Security firm Pointsec on Monday added Media Encryption to its portable software security suite, which is an application designed to help IT managers control the use of removable media such as USB flash drives, memory cards and floppy disks.
Administrators have no control over the information that is transferred between one of these high-capacity devices and a corporate network, unlike email and other network traffic. This creates a serious risk because the devices could be used to copy sensitive corporate data from an intranet or release dangerous or malicious files inside a company's firewall.
Last week, a Gartner report reiterated warnings about the dangers of using portable devices, but the latest report also added "disk-based MP3 players, such as Apple's iPod, and digital cameras with smart media cards, memory sticks, compact flash and other memory media."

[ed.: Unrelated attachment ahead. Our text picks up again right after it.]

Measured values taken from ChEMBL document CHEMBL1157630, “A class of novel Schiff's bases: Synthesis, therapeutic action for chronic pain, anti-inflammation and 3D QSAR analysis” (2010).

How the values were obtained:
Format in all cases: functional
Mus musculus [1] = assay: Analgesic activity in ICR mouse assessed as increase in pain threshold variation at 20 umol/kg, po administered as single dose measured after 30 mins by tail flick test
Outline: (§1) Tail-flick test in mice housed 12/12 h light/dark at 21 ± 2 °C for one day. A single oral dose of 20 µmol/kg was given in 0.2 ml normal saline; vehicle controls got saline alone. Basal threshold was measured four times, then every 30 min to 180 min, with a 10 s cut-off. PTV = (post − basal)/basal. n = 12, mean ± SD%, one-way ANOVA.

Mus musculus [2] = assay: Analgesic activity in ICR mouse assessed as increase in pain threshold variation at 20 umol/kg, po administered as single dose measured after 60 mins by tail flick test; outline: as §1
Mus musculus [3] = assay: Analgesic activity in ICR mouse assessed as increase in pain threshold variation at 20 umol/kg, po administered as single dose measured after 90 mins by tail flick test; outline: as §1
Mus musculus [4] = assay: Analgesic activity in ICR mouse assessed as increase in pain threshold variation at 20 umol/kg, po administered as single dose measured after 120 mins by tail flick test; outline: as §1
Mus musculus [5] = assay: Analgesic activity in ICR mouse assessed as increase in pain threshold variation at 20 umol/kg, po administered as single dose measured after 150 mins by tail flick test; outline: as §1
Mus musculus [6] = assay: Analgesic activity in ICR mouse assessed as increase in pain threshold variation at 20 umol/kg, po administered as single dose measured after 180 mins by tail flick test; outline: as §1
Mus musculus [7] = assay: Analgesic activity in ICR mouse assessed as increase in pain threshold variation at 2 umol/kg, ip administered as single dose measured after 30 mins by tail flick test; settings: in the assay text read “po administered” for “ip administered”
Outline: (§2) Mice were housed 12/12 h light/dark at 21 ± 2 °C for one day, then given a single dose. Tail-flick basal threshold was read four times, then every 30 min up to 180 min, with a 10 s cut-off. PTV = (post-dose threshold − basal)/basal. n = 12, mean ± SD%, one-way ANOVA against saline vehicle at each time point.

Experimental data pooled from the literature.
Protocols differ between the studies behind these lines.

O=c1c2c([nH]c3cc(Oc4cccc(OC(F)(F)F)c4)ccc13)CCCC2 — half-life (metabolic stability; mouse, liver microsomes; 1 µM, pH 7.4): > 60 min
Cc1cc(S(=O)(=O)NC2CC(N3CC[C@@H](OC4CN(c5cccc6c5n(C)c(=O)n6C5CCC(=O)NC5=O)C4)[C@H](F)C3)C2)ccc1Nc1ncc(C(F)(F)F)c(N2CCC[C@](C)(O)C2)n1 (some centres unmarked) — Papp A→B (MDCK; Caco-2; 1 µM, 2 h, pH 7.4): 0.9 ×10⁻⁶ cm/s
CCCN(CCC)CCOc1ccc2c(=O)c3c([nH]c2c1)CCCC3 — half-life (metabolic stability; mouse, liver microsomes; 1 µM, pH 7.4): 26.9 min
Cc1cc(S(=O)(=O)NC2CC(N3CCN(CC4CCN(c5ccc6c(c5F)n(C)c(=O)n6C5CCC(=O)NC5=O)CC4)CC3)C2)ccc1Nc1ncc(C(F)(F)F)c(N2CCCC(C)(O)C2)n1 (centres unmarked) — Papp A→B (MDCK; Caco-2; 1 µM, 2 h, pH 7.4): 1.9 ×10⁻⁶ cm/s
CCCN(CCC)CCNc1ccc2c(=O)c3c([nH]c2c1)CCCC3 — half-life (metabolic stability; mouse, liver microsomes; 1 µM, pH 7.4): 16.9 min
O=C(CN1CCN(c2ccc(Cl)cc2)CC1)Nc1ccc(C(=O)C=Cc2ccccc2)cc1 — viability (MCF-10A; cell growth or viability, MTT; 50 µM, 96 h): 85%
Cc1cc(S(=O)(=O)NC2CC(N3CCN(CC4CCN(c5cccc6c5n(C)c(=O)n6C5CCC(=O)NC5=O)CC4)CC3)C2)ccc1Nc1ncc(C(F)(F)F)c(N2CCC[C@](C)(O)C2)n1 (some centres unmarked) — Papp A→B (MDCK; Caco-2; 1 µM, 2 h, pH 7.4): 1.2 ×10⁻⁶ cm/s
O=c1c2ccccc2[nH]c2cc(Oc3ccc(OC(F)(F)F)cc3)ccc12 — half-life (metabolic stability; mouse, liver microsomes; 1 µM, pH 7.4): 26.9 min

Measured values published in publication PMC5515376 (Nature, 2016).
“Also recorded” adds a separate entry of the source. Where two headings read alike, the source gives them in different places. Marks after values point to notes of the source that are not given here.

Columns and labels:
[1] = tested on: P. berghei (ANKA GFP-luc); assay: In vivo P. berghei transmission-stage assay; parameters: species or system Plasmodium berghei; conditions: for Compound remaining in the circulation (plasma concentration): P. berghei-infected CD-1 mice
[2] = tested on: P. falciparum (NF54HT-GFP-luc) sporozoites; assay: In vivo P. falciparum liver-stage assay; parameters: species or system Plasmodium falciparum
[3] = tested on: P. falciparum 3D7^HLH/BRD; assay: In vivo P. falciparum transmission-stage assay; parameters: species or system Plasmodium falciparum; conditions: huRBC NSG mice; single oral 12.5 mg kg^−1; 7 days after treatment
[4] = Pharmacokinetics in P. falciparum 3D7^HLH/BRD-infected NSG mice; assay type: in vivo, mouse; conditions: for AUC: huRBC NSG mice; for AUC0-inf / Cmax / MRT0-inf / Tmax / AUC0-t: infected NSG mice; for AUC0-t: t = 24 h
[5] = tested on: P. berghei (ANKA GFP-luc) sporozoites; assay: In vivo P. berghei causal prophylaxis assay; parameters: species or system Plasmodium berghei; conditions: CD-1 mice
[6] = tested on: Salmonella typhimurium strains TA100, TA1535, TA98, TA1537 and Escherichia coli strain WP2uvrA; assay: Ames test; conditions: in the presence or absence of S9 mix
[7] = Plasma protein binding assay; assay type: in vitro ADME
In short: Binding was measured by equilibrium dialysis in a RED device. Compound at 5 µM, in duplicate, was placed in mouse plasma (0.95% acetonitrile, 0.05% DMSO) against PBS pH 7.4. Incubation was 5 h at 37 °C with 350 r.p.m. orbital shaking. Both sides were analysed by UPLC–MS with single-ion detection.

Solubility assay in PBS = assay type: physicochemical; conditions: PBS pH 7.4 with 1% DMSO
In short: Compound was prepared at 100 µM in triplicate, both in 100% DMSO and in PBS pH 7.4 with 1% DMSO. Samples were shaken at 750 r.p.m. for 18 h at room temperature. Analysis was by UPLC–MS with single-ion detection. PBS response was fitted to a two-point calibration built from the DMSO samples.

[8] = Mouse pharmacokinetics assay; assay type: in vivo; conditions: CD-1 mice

Magnus Ahlberg, managing director of Pointsec UK, said the new generation of removable media devices do present security problems, but that it would be unwise to suggest that people simply abandon them.
"We believe it is a mistake to simply dismiss the new generation of removable media, because they involve security risks or that they can be used for illicit purposes. There are obvious practical advantages with using removable storage devices," said Ahlberg.
Pointsec's Media Encryption requires all files in a Pointsec-protected client to be encrypted, so if a file is copied from the network, it cannot be read from a non-approved client. If required, non-Pointsec devices can read the encrypted files but only if they have been supplied with special passwords.
Research group Gartner claims the USB flash memory device market is one of the fastest growing sectors in the whole IT industry. The company expects device sales to more than double over the next four years, valuing the market at $2.9bn by 2008. During the same timeframe, volume sales are expected to increase from 45.6 million to 98.2 million units.